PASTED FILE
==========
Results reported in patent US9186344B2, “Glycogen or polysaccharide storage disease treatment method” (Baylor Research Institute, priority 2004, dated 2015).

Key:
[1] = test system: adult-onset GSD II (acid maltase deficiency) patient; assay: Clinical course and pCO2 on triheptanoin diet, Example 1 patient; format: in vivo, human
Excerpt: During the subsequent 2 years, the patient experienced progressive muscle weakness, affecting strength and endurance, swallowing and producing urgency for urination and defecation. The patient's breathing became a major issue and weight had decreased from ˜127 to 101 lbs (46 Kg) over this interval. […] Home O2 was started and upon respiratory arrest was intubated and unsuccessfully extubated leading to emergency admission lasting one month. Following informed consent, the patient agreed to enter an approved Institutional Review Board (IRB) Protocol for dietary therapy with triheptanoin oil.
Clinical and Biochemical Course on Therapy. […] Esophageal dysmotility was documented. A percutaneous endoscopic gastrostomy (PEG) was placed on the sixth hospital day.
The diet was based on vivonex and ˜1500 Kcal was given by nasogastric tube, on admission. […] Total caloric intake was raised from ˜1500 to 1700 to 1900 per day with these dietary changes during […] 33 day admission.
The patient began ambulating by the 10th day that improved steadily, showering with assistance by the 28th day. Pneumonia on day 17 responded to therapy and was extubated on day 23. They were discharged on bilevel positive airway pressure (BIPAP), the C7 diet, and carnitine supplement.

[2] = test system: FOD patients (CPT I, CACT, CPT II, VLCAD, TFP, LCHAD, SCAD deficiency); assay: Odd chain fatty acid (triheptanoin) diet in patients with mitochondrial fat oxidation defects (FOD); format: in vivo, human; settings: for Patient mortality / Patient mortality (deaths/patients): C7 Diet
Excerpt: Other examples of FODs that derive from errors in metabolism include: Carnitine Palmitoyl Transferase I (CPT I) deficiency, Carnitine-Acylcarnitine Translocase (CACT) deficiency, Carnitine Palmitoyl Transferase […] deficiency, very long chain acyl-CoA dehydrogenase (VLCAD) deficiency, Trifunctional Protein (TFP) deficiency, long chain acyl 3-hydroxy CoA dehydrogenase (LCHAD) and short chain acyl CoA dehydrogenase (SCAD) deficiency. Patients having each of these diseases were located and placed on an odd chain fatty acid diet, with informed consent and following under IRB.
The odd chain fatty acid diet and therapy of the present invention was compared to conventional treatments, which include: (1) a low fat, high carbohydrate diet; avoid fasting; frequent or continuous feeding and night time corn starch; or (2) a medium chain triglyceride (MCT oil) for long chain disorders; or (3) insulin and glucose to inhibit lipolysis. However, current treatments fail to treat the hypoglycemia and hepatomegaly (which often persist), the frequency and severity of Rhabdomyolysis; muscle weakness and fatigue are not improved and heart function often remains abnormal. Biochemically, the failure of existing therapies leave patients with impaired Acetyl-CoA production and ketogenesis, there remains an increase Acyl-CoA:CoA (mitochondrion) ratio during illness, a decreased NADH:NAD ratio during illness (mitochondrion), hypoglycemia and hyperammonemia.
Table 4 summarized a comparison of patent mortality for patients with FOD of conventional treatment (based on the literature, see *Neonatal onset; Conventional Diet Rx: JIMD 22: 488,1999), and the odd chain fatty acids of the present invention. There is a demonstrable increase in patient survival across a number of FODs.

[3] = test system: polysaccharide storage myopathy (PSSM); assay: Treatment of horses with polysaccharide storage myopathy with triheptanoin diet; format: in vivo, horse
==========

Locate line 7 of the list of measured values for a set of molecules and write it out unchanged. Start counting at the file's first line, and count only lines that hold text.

The patient began ambulating by the 10th day that improved steadily, showering with assistance by the 28th day. Pneumonia on day 17 responded to therapy and was extubated on day 23. They were discharged on bilevel positive airway pressure (BIPAP), the C7 diet, and carnitine supplement.